Thursday, May 10, 2012

The deepening crisis of sectarianism in Iraq

How does the continuing spread of sectarianism threaten Iraq’s political stability?  No longer are Iraqis talking about implementing a democratic transition.  Instead, they are increasingly resigned to their inability to challenge Prime Minister Nuri al-Maliki’s inexorable march towards imposing a new authoritarian regime on Iraq.  A key component of that effort is the manipulation of sectarian identities.

Having coopted members of two of the main opposition parties, the al-Iraqiya coalition and the Badr Organization, Maliki has effectively precluded any effort to pass a vote of no confidence in the Iraqi parliament.  Gradually opposition parties feel that they will need to wait until the next scheduled elections in 2014 to rid themselves of the heavy handed prime minister.  However, will elections be rigged by that point in such a way that Maliki (like Russian leader Vladimir Putin) will be able to remain in power indefinitely?

The excellent online Iraqi news source, Niqash (May 3), reports that the governments of Iran and the United States have entered into a tacit agreement to support Maliki and keep him in power. Whether this is an overstatement of US and Iranian policy is hard to say.  What is clear is that the Obama administration has had very little to say publicly about some of the disturbing decisions recently taken by the Maliki regime.

Maliki continues to push the sectarian envelope.  The most recent result of these policies is a diplomatic crisis with Turkey which threatens to grow out of hand.  Infuriated by comments in mid-April by Turkish prime minister, Recip Tayyib Erdogan, that Maliki’s “self-centered” policies had increased political tensions among Iraq’s three main ethnic groups, the Iraqi leader branded Turkey a “hostile state” which is unjustly interfering in Iraq’s internal affairs. He likewise accused it of seeking to impose its “hegemony” on the entire Middle East.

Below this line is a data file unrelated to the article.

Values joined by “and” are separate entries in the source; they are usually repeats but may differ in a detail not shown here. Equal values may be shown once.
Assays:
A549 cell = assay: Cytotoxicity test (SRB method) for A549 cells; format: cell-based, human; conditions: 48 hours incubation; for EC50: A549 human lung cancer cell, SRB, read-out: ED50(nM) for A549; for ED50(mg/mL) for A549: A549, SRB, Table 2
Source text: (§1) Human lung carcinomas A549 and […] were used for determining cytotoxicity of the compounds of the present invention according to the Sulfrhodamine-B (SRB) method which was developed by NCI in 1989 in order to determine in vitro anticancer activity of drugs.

Never one to avoid exploiting a good crisis, Malik has turned his spat with Turkey into an attack on the Kurds and the KRG leadership as well.  If he was angry with Erdogan’s criticism, Maliki was equally upset by remarks by KRG President, Masoud Barzani, who accused Maliki of institutionalizing a new dictatorship which threatens “the unity of Iraq.” 

These problems come on the heel of Turkey and the KRG giving refuge to Iraqi Vice-President, Tariq al-Hashimi, who Maliki accuses of running death squads in Iraq in 2005 and 2006 (accusations which have been known for several years but only now are being acted upon).  Hashimi is under court indictment in Iraq and supposed to stand trial in Baghdad (al-Hayat, May 1),  This week Interpol issued a “Red Card” which effectively places Hashimi on its most wanted list of fugitive criminals.

In his fight with Erdogan  and Barzani, Maliki has sought to blame Iraq’s economic problems on the KRG and Turkey.  According to Maliki and his close ally and former oil minister, Husayn al-Shahristani, the KRG is “stealing” large amounts of Iraq’s wealth by secretly exporting oil from the north and failing to send the proceeds to Baghdad for national distribution.  Thus the KRG is breaking the law (see al-Hayat, Apr. 30).